Margaret: I have a feeling that we're both suffering from a kind of clash that goes on between Blogspot and Wordpress. I made a comment to that effect on FB and someone suggested that they really don't like each other. Or should that be the people who run them don't. I don't know about the open id... I'm wondering if I might have cancelled that due some annoying spam I was getting.
Edward Stourton also used to be a Panorama reporter, that's where I remembered him from. He's an excellent writer and the book is superb. I don't think I would want to live anywhere other than England but I admire people who do make that tremendous leap and love reading about their experiences.
I am in the Wordpress camp with my blog, but that has just as many challenges as being with Blogspot. Updates happen far too regularly and automatically and just one small change can cause a myriad of things to stop working as they should. Luckily hubbie is a seasoned coms professional and can usually sort any issues quite quickly, although the latest round have updates have left Fiction Books with some serious holes which need to be addressed, when he has the time.
I always rated and respected Edward Stourton as a journalist and news presenter and I can imagine that his books are thoroughly and well researched, although not of a subject matter that I would choose to read over and above everything else.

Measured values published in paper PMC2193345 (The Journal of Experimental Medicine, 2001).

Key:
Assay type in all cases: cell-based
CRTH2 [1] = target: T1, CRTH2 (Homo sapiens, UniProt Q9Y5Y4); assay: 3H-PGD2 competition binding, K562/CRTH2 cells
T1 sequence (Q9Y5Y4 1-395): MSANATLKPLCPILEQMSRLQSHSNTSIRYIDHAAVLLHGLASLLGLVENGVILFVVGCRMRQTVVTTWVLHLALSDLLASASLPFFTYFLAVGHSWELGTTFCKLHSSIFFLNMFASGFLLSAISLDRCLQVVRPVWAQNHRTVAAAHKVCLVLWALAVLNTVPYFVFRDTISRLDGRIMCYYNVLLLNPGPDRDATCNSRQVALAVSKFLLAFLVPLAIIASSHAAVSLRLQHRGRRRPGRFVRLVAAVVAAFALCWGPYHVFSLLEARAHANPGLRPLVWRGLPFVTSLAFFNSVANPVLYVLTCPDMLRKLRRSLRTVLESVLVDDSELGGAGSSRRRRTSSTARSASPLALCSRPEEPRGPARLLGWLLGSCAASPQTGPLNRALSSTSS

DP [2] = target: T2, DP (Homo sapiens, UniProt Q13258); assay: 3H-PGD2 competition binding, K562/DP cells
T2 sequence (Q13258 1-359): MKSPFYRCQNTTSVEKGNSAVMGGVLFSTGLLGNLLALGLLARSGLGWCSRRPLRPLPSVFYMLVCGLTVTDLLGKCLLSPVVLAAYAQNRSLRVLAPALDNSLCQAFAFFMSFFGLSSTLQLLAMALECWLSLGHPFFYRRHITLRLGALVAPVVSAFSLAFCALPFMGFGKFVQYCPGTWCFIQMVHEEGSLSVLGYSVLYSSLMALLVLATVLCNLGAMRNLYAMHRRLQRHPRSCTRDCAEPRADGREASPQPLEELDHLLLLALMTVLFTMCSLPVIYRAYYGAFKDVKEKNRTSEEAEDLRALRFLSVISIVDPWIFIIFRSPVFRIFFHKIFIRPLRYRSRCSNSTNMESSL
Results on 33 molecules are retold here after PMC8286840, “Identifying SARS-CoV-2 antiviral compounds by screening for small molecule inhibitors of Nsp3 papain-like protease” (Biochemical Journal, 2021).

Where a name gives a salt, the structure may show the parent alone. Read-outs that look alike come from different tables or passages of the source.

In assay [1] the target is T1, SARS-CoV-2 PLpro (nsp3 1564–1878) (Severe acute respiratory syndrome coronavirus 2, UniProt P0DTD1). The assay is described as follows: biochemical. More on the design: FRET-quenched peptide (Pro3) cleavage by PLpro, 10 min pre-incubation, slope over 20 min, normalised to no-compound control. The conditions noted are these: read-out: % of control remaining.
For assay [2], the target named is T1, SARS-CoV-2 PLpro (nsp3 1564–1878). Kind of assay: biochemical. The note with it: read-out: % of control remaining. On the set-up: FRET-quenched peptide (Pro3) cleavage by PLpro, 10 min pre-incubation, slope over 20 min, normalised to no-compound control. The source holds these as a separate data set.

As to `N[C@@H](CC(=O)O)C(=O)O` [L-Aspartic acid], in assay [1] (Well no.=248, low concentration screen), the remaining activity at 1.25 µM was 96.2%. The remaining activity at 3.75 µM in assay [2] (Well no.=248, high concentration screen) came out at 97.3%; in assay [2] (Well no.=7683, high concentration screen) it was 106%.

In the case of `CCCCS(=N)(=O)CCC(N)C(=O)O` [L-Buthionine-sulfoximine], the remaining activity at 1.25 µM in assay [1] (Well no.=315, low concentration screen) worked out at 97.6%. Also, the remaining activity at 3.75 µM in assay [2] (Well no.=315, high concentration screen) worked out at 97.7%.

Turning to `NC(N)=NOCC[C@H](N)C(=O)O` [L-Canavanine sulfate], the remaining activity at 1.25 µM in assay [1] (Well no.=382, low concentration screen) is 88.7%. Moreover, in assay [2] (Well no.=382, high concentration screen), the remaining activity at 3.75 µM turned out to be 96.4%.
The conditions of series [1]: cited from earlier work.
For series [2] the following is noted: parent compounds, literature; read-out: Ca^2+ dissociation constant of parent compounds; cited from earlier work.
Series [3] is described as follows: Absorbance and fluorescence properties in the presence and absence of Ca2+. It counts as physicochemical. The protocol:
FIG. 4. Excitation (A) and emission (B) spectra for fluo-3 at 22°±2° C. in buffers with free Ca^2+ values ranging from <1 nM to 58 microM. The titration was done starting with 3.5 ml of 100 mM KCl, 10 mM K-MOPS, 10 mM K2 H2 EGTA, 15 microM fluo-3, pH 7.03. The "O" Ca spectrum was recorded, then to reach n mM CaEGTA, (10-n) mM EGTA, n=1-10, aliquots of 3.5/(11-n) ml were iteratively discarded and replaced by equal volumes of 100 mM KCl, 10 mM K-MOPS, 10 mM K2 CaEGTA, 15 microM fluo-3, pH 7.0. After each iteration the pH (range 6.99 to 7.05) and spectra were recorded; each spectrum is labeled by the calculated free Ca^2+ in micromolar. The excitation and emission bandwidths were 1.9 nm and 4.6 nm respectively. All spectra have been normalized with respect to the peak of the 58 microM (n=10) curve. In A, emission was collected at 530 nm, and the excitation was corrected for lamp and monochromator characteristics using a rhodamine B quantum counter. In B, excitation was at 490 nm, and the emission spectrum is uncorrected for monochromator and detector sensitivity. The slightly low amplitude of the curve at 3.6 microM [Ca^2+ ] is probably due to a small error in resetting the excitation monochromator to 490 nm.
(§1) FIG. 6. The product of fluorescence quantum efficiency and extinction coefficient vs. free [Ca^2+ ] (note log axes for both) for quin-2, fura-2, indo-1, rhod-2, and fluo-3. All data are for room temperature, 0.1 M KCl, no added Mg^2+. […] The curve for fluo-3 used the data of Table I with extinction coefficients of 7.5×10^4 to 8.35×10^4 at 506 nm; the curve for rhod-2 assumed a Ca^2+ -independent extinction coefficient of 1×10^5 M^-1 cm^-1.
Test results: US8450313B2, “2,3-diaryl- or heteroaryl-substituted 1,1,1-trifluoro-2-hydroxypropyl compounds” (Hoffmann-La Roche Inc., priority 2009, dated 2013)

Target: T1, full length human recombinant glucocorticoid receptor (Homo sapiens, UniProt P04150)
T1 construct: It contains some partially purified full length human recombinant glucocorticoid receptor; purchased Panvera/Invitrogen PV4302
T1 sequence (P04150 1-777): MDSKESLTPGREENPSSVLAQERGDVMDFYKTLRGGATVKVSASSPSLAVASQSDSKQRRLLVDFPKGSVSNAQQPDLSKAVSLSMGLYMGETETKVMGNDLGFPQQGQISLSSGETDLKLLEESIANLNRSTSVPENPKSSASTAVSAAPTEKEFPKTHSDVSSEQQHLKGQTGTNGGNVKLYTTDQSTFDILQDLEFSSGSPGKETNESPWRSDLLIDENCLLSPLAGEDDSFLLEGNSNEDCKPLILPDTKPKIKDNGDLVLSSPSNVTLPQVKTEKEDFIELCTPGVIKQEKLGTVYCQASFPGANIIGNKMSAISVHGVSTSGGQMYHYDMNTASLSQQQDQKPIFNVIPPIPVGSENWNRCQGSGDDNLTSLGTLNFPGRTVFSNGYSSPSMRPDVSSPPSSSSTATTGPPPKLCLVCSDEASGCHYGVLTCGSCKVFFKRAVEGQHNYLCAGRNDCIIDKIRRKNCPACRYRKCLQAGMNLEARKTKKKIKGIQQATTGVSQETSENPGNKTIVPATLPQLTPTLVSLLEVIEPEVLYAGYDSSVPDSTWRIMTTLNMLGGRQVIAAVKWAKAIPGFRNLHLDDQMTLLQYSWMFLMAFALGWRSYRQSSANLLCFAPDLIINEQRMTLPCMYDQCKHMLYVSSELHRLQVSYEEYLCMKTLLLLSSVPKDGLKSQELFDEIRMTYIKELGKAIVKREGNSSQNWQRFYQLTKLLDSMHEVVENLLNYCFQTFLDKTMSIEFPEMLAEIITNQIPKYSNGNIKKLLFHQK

Similarly, whilst I like what little of France I have seen, considering a permanent move there wouldn't be on the agenda for me. I am of the view that the grass always looks greener somewhere else, however everywhere has its own problems and jumping from the proverbial "frying pan into the fire", would be a bit too drastic for me.
Having said that, I have friends of friends who took themselves and their two young children off to a very small French village to live and they have settled in beautifully and wouldn't consider coming back home to live, especially now that their youngest child is totally French to the core.
You really do have a 'thing' about France right now, don't you. Have you ever considered living there perhaps?
Have a great weekend and it was good to catch up with you again :)
Yvonne: I know what you mean about updates causing chaos. Blogspot hasn't changed anything for a while now so I suspect we're due something soon which will upset my equilibrium.
Gosh no, I would never consider a move to France either. Far too drastic. Back in the late nineties my sister-in-law and her husband moved there and it was a bit of a disaster. First the husband became ill with cancer, he died, and then my sister-in-law got it. Awful time. We visited several times while they lived there but I doubt I could even persuade my husband to holiday there again, let alone live there. Luckily, I'm quite happy just reading about the country and learning some history while I do it.
Hope all is well with you!
Thank you so much for such a lovely review... I'm blushing. I really appreciate your kind words, bisous, Janine
Janine: It honestly is my pleasure, you have written a really excellent book.